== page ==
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Former Rep. Rob Bishop, Staffer React To US Capitol Chaos

WASHINGTON, DC - JANUARY 06: Protesters interact with Capitol Police inside the U.S. Capitol Building on January 06, 2021 in Washington, DC. Congress held a joint session today to ratify President-elect Joe Biden's 306-232 Electoral College win over President Donald Trump. A group of Republican senators said they would reject the Electoral College votes of several states unless Congress appointed a commission to audit the election results. (Photo by Win McNamee/Getty Images)

SALT LAKE CITY, Utah – Three days after his term ended, the halls of the U.S. Capitol that Rep. Rob Bishop has known for 18 years erupted into chaos.

“This is disheartening,” said Bishop, who served in the U.S. House of Representatives from Jan. 3, 2003, to Jan. 3, 2021. “To treat the capitol in such a cavalier way, it is simply so wrong. It defies explanation. It defies words,” he said over the phone.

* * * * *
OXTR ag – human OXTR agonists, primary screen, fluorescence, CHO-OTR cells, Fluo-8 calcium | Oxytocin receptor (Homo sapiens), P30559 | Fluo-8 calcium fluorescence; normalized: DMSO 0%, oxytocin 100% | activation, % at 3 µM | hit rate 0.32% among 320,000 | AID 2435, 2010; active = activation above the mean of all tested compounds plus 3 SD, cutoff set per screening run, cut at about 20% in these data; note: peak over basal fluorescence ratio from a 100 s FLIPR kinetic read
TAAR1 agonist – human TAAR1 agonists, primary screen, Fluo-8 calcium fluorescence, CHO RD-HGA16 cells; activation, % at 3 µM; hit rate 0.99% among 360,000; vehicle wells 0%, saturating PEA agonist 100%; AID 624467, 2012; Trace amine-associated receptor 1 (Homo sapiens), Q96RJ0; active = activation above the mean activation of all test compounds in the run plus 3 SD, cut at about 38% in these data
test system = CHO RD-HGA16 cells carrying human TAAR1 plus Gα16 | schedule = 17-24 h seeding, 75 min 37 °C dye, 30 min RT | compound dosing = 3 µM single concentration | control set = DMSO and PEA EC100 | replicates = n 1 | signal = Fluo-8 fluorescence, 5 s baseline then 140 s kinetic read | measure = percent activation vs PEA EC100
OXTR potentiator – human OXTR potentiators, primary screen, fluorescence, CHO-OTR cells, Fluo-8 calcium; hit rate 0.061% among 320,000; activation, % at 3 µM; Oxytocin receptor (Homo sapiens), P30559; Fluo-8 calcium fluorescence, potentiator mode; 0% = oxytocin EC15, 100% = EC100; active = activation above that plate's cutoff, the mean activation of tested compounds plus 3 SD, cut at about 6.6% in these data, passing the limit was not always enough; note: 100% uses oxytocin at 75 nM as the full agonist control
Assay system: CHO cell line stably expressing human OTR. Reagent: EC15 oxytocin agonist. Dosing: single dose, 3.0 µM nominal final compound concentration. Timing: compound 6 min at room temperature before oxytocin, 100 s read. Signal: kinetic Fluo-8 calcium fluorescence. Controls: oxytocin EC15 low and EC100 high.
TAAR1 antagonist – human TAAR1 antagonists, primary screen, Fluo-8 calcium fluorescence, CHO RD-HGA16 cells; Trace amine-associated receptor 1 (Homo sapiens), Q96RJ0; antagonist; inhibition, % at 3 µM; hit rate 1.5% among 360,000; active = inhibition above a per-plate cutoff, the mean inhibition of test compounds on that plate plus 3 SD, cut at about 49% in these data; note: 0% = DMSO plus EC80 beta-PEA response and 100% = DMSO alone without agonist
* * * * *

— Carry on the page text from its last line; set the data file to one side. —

“It brought to mind symbols of violence we had in Salt Lake this summer that were taking place at places that were very familiar to me and I took very personally,” Bishop added.

Bishop’s former director of communications watched the scenes play out on TV in disbelief.

“As I saw protesters moving through that hallway, having walked that same floor, countless, hundreds if not thousands of times in the past, my heart broke. It’s a sacred place,” said Lee Lonsberry, who worked at the U.S. Capitol for five years before moving to Utah to become the host of Live Mic on KSL NewsRadio.

Lonsberry was in contact with delegates and staffers in D.C. who headed for the exits.

“Those fears are real. I’ve had conversations with folks throughout the day today who were barricading the doors to the hallway and hearing pounds on the other side of that door,” he said.

The riot put an abrupt pause on the count. And just like that, the electoral vote count that typically goes unnoticed every four years stole headlines across the country and around the world.

“It’s an attack figuratively on democracy. And it is an attack literally on those who sustain her,” Lonsberry said.

But hours later, lawmakers were back inside, continuing what’s turned into a controversial count and their responsibility to the Constitution.

“The president does have a responsibility to set a tone and he needs to make sure he’s very forceful in condemning this kind of activity, this kind of violence,” Bishop said. “But to be honest he’s not alone in either the culpability or the responsibility.”

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